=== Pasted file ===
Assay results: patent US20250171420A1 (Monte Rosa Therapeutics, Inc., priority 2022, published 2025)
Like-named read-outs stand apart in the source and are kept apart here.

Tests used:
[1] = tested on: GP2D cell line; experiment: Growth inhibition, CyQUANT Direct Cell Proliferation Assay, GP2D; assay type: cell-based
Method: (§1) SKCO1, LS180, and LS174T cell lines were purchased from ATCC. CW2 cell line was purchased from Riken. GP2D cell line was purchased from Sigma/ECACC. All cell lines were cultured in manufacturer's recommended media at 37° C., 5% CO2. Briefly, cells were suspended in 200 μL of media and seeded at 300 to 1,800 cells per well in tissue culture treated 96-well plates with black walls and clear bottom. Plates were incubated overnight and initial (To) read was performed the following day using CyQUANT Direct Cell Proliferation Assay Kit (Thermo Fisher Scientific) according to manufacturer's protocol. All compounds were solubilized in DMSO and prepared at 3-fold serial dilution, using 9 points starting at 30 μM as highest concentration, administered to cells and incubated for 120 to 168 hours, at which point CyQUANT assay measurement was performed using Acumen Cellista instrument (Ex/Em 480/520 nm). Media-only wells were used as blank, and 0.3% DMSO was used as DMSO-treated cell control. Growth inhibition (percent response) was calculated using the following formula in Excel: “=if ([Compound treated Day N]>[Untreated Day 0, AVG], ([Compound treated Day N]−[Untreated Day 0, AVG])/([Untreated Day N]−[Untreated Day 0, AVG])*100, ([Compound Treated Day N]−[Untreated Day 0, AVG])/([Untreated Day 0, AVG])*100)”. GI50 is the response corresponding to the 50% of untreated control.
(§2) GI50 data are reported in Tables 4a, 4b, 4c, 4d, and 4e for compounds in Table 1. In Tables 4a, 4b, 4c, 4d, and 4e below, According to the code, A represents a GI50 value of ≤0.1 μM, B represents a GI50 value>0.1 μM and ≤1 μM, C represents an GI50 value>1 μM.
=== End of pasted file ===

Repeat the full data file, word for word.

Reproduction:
Assay results: patent US20250171420A1 (Monte Rosa Therapeutics, Inc., priority 2022, published 2025)
Like-named read-outs stand apart in the source and are kept apart here.

Tests used:
[1] = tested on: GP2D cell line; experiment: Growth inhibition, CyQUANT Direct Cell Proliferation Assay, GP2D; assay type: cell-based
Method: (§1) SKCO1, LS180, and LS174T cell lines were purchased from ATCC. CW2 cell line was purchased from Riken. GP2D cell line was purchased from Sigma/ECACC. All cell lines were cultured in manufacturer's recommended media at 37° C., 5% CO2. Briefly, cells were suspended in 200 μL of media and seeded at 300 to 1,800 cells per well in tissue culture treated 96-well plates with black walls and clear bottom. Plates were incubated overnight and initial (To) read was performed the following day using CyQUANT Direct Cell Proliferation Assay Kit (Thermo Fisher Scientific) according to manufacturer's protocol. All compounds were solubilized in DMSO and prepared at 3-fold serial dilution, using 9 points starting at 30 μM as highest concentration, administered to cells and incubated for 120 to 168 hours, at which point CyQUANT assay measurement was performed using Acumen Cellista instrument (Ex/Em 480/520 nm). Media-only wells were used as blank, and 0.3% DMSO was used as DMSO-treated cell control. Growth inhibition (percent response) was calculated using the following formula in Excel: “=if ([Compound treated Day N]>[Untreated Day 0, AVG], ([Compound treated Day N]−[Untreated Day 0, AVG])/([Untreated Day N]−[Untreated Day 0, AVG])*100, ([Compound Treated Day N]−[Untreated Day 0, AVG])/([Untreated Day 0, AVG])*100)”. GI50 is the response corresponding to the 50% of untreated control.
(§2) GI50 data are reported in Tables 4a, 4b, 4c, 4d, and 4e for compounds in Table 1. In Tables 4a, 4b, 4c, 4d, and 4e below, According to the code, A represents a GI50 value of ≤0.1 μM, B represents a GI50 value>0.1 μM and ≤1 μM, C represents an GI50 value>1 μM.